The detected TeV PWNe and PWN candidates can be divided in two classes. First, relatively small, class includes very young PWNe powered by energetic pulsars (e.g., Crab, J1833–1034, J1930+1852, J1846–0258), without significant offsets from the pulsars and X-ray PWNe, in which -rays and X-rays are likely emitted by the same population of electrons. Second class consists of older objects, in which the TeV PWNe are usually much larger than (and often strongly offset from) the X-ray PWNe (e.g., HESS J1825–137, HESS J1809–193, Vela-X). These relic TeV plerions, offset and compressed by the SNR reverse shock, are filled with aged electrons that have cooled due to synchrotron and IC energy losses; based on their properties, we can assume that they still reside inside their host SNRs (which, however, have not been detected for some of these objects).

TeV emission from PWNe created by pulsars that have escaped from their SNRs and move supersonically in the ISM have not been firmly detected yet. About a dozen of such pulsars are known to be accompanied by ram-pressure confined bow-shock PWNe with long tails often seen in X-rays and/or radio (e.g., J1747–2958, J1509–5850, B0355+54, J0633+1746, B1957+20). If the TeV production is due to a hadronic component of the pulsar wind, the nondetections might be explained by the lower ambient density. In case of purely leptonic pulsar wind, bow-shock TeV PWNe, which might be created by the freshly shocked electrons in the pulsar vicinity, are perhaps too faint because of lower spin-down powers of these relatively old pulsars. A possible explanation of nondections of the long, up to (or up to pc), tails filled by the older wind particles is a lower sensitivity of the existing TeV imaging techniques to extended linear structures. It is, however, possible that the wind particles channeled into the tails behind the pulsars accumulate in lobes, which are not seen in X-rays (due to the relatively short synchrotron cooling time) but could be sources of IC TeV emission, strongly offset from the pulsar. As the surface brightness of such lobes may be relatively low, deep TeV (and/or radio) observations are required for their detection.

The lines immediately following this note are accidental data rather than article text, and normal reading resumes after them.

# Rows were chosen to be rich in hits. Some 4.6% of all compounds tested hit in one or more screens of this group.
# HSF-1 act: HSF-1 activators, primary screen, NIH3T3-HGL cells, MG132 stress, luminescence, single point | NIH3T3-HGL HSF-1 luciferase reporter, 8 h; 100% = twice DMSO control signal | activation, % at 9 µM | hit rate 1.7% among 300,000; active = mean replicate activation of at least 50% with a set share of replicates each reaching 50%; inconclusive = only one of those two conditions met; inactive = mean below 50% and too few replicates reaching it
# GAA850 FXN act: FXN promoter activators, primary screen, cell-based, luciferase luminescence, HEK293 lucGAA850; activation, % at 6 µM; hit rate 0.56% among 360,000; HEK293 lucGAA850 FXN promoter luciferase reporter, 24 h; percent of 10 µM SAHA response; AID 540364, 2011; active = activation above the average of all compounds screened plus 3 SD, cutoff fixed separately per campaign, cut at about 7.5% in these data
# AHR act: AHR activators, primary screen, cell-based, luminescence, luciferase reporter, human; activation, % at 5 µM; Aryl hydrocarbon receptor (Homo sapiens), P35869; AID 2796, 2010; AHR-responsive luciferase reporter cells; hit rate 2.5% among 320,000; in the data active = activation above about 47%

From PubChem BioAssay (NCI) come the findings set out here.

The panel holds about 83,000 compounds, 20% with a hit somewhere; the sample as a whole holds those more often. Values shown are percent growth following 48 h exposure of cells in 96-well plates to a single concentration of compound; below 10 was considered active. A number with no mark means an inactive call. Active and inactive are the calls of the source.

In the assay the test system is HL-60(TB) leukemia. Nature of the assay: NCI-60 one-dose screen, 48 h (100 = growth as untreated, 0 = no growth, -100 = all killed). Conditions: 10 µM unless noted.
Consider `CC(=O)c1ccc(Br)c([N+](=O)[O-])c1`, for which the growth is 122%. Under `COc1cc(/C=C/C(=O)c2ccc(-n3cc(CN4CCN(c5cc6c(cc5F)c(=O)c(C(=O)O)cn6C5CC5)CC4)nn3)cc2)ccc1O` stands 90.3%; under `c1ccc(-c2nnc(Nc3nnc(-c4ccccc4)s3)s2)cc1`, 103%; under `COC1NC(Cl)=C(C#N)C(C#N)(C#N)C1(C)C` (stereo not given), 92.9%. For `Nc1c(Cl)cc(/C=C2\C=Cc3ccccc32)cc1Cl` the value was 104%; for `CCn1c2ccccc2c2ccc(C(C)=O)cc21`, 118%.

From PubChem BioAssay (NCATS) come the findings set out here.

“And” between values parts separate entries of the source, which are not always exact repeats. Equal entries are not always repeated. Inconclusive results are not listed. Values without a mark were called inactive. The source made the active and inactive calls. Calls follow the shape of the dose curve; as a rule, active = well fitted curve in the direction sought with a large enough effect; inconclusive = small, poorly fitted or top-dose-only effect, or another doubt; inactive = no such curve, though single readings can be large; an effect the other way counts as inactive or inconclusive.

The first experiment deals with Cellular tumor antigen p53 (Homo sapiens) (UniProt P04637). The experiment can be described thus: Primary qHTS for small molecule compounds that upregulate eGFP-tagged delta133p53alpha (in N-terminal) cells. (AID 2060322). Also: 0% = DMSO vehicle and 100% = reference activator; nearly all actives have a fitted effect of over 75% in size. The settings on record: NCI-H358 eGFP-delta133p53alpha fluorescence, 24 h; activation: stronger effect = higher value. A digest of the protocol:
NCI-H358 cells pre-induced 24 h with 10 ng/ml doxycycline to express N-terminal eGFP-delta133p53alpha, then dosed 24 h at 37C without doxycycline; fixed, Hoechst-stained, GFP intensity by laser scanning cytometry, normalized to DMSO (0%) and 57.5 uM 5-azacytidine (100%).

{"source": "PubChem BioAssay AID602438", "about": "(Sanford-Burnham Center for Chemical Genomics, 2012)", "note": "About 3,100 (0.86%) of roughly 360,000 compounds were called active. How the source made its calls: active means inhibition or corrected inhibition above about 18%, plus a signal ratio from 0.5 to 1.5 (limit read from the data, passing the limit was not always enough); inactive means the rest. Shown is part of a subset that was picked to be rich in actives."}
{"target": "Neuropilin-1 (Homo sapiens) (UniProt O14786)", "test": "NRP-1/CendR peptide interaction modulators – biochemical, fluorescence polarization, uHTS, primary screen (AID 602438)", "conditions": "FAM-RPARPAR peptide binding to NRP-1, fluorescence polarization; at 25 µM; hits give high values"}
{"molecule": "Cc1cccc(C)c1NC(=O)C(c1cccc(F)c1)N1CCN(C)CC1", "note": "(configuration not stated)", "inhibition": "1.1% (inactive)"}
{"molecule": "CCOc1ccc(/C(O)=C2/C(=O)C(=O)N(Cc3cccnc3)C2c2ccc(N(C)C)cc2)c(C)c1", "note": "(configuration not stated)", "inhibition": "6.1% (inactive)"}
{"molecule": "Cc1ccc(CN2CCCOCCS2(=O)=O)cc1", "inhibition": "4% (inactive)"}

Multiwavelength observations of PWNe are crucial because they provide identifications for VHE sources and reveal the energetics and composition of pulsar winds. In addition to X-ray and TeV observations, the IC PWN component can be detected with Fermi LAT in the GeV band, where even old objects should exhibit uncooled IC spectra, matching the radio synchrotron component. The data accumulation must be complemented by development of multi-zone models of PWN evolution (2012ApJ...752...83T), to understand the nature of pulsar winds and their role in seeding the Galaxy with energetic particles and magnetic fields.

Acknowledgments

This material is based upon work supported by National Science Foundation under grants AST-0908733 and AST-0908611. The work of GGP was partially supported by the Ministry of Education and Science of the Russian Federation (contract 11.G34.310001).